sanneme likes this.
  15. sofia_sen

    sofia_sen Occasional commenter

    I understand what you mean and it made me think about my own position. I do consider it part of the job if you are working with SEN children. Just like having to change nappies or other less pleasant things.
    Almost every incident gets reported, unless there are multiple incidents per day. In that case we use a tick sheet.
    Of course I don't like it that my hands, arms and legs are scratched and bruised. This year I have one particular boy who is quite agressive on a daily basis. I get support from the school's OT, the behaviour team and I work closely with the parents. I am not sure what the HT could do to improve the situation and honestly, the HT would be the last person that I would go to.
    I have hope that this student might change. If not, I don't see what more can be done than what we are doing right now. And I do feel supported by the school, that makes a huge difference as well.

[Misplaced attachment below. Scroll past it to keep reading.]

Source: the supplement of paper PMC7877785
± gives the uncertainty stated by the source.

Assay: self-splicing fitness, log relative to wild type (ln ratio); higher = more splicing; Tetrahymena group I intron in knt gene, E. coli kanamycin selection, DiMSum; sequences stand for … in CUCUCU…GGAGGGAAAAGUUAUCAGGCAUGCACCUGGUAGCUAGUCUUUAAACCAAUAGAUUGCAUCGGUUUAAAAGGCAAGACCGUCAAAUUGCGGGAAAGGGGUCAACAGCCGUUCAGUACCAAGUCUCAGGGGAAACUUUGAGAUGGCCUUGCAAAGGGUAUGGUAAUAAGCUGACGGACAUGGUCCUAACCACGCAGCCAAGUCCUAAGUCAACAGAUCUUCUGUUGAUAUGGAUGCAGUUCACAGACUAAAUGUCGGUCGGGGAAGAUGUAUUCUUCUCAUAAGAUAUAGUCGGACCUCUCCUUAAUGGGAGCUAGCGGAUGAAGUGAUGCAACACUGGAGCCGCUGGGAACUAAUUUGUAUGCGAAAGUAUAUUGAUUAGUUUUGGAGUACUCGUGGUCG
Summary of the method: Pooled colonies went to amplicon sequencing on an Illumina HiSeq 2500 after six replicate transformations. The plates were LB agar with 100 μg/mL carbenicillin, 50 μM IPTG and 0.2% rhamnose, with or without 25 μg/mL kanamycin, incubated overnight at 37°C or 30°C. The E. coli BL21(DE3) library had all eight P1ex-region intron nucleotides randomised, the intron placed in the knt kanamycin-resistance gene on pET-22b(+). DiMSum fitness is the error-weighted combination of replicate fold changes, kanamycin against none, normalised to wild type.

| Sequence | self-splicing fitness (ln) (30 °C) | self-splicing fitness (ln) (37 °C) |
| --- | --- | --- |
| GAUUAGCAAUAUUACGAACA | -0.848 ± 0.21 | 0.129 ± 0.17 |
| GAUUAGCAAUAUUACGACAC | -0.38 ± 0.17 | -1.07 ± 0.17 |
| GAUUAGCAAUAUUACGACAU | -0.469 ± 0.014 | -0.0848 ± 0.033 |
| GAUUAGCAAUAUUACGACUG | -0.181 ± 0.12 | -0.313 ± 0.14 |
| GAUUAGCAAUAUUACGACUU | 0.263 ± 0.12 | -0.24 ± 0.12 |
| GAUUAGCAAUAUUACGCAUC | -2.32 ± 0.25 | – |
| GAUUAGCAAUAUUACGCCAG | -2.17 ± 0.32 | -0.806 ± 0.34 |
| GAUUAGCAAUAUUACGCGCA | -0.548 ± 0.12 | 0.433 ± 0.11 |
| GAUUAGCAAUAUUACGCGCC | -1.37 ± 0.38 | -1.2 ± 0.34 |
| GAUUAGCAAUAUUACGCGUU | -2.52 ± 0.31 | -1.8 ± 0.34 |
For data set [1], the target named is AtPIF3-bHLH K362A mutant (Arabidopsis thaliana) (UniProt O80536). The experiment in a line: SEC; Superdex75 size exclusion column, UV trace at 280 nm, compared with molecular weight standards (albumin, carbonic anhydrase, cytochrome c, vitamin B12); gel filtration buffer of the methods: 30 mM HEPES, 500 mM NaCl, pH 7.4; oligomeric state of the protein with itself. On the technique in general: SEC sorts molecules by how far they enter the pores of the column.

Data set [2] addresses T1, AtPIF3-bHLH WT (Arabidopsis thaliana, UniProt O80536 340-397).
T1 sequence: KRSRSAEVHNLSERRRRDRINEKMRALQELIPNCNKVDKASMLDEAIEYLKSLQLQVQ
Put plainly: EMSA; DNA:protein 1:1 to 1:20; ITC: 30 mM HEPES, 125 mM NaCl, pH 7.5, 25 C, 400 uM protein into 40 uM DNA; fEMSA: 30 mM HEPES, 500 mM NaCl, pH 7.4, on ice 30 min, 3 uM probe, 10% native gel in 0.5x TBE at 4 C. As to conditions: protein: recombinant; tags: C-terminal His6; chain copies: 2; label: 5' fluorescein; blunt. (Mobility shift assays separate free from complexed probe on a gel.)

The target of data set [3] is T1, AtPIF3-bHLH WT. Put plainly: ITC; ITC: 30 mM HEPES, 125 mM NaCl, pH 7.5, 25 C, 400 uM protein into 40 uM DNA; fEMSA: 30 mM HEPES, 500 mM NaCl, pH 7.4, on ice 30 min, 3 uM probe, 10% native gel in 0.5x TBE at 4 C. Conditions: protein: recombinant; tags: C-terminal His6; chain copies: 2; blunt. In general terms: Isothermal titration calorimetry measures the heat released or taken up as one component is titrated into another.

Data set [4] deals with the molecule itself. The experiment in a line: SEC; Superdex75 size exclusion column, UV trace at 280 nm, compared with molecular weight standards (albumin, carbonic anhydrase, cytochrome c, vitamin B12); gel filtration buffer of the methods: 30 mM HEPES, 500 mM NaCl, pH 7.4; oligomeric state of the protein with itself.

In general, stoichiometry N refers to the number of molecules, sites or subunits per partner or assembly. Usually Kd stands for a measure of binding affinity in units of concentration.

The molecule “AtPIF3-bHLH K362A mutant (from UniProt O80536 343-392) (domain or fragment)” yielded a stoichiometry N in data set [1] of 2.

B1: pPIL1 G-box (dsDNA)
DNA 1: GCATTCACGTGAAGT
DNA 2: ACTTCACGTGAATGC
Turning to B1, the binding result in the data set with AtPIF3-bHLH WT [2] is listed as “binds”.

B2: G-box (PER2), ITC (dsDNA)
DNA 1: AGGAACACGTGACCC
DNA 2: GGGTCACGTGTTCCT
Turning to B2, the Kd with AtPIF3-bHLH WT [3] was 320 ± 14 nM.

Thank you for your reply!
     
  16. grumpydogwoman

    grumpydogwoman Star commenter

    It's good that you feel supported. I simply couldn't cope with aggression. Luckily I rarely encountered it. Certainly not physical aggression.

    I was angry when one of my lads started waging a campaign against one of the girls. Pushing her over whenever he could. These are students aged 16 to 18. So he was 'on the spectrum'.......So what.

    She deserved to be safe in school. I got very cross about it. I can't remember how I handled it now. Probably put one of my TAs with him 1-to-1 and kept him out of the way. Which is OK if you have the staff.
     
  17. Sid_Pubes

    Sid_Pubes Senior commenter

    Several posters have nailed at least one important aspect of this problem - the gutlessness of your head-teacher. Far too many of them spend their time polishing the seats of their trousers in pointless meetings what time their schools are left to sink or swim. Next time this child kicks off, he should be restrained by as many staff as it takes and taken to the head-teacher's office and left there - "your problem, sir or ma'am, we've run out of ideas". Send an email within fifteen minutes reporting your action to the chair of your governors and the CEO of your LEA if you have one, and RESIST EVERY ATTEMPT on the part of your HT to return him to a classroom. For £60K a year he should be able to come up with something.